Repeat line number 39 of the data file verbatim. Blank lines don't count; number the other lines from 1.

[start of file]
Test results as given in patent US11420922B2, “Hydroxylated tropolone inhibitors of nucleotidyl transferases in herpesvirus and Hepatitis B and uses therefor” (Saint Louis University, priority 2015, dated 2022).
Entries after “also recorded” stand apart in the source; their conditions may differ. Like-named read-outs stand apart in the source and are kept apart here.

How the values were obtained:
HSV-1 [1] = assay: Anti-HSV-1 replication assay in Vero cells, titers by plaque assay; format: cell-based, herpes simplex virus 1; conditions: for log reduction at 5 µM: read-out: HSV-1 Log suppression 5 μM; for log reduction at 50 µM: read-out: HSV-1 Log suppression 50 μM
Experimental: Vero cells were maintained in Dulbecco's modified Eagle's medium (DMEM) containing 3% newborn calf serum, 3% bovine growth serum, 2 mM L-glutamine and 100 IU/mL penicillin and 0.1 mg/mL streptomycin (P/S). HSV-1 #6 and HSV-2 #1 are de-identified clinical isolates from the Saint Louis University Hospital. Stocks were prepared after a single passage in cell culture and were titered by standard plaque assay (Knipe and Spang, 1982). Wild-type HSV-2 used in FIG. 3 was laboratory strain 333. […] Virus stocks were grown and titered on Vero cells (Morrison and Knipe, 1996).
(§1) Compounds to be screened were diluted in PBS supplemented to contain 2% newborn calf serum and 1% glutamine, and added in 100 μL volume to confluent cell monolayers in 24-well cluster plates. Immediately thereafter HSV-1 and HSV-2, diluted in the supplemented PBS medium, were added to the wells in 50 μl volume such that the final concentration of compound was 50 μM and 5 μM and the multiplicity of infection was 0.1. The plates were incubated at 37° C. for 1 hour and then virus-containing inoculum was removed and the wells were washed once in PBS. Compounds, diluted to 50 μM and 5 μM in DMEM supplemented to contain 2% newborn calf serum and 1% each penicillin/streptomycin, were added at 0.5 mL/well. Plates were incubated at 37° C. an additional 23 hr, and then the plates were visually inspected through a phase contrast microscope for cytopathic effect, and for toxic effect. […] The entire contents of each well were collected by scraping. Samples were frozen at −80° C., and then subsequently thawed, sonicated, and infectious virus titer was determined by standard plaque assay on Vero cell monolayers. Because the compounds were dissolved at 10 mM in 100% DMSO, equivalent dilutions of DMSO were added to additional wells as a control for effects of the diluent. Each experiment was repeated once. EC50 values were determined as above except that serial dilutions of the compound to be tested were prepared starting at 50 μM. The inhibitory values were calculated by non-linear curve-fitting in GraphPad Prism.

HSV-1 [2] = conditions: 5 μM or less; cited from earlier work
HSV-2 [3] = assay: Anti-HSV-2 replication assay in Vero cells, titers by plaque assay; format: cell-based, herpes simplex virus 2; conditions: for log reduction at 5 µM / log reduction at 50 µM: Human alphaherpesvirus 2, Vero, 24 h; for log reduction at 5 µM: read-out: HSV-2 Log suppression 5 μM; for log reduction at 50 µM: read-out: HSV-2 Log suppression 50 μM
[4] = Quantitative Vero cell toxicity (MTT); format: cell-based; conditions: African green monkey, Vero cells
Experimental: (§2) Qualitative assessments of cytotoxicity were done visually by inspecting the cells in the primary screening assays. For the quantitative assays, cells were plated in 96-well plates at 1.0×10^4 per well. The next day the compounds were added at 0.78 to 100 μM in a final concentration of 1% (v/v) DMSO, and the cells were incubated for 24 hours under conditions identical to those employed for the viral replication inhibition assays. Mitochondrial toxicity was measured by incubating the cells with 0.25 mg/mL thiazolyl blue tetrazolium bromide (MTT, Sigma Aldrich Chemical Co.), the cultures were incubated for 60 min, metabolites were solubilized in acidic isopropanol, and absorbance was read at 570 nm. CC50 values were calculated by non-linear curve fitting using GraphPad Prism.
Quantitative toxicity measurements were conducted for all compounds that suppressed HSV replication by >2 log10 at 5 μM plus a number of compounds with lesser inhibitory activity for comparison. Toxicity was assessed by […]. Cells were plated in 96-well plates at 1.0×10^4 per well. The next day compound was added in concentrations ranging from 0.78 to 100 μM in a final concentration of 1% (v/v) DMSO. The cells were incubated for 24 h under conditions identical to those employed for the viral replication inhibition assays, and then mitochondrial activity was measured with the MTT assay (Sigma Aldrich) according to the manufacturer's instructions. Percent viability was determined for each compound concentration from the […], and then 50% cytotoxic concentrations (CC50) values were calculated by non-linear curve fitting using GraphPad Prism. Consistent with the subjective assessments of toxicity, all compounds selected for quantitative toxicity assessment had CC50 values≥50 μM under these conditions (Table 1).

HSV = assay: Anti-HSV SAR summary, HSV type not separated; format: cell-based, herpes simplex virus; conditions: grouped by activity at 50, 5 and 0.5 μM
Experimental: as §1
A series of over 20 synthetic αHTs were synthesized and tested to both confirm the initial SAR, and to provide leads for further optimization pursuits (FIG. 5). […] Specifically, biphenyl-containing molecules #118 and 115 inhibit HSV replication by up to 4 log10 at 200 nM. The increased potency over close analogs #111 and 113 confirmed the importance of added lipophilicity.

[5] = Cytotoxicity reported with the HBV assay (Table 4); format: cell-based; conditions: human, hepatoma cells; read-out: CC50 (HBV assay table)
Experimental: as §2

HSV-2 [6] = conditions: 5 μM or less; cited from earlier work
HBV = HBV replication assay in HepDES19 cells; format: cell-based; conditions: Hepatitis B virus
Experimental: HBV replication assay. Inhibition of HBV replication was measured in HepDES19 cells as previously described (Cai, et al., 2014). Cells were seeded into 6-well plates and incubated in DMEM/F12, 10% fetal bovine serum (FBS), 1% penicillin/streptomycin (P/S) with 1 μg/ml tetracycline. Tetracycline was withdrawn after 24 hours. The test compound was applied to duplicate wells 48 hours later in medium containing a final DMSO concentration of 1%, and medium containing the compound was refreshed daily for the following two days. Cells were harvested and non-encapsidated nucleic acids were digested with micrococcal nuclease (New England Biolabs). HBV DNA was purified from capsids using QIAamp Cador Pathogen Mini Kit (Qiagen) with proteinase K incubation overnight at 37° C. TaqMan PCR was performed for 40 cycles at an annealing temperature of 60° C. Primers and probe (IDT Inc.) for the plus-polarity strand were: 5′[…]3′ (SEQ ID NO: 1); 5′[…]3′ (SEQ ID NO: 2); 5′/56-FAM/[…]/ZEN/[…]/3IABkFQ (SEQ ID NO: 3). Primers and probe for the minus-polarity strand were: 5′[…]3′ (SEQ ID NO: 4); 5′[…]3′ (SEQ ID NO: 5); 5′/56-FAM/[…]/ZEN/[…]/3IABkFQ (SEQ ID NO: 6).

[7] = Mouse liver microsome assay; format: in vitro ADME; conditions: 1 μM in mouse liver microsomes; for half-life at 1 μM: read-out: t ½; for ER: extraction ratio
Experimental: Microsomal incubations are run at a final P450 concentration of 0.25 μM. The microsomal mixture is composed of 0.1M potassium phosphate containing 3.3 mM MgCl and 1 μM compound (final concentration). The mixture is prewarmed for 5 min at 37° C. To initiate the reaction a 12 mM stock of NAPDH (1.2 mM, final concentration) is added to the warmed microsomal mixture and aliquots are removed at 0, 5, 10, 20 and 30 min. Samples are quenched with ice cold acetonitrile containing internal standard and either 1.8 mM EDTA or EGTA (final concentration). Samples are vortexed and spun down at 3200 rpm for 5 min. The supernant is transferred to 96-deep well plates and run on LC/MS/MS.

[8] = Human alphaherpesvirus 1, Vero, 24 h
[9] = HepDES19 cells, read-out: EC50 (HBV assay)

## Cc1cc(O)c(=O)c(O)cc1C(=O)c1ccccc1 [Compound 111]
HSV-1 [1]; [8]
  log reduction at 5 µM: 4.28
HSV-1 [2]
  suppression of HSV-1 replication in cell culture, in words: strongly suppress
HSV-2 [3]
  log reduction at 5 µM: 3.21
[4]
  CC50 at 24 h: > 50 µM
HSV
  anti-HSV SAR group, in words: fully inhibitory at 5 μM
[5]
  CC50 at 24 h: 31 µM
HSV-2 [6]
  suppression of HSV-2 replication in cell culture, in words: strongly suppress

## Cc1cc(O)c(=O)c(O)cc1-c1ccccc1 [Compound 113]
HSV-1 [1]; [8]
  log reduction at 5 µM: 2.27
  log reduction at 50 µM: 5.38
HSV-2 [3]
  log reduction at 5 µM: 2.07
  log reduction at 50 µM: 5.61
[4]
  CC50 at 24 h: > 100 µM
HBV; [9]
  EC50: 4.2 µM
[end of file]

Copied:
## Cc1cc(O)c(=O)c(O)cc1-c1ccccc1 [Compound 113]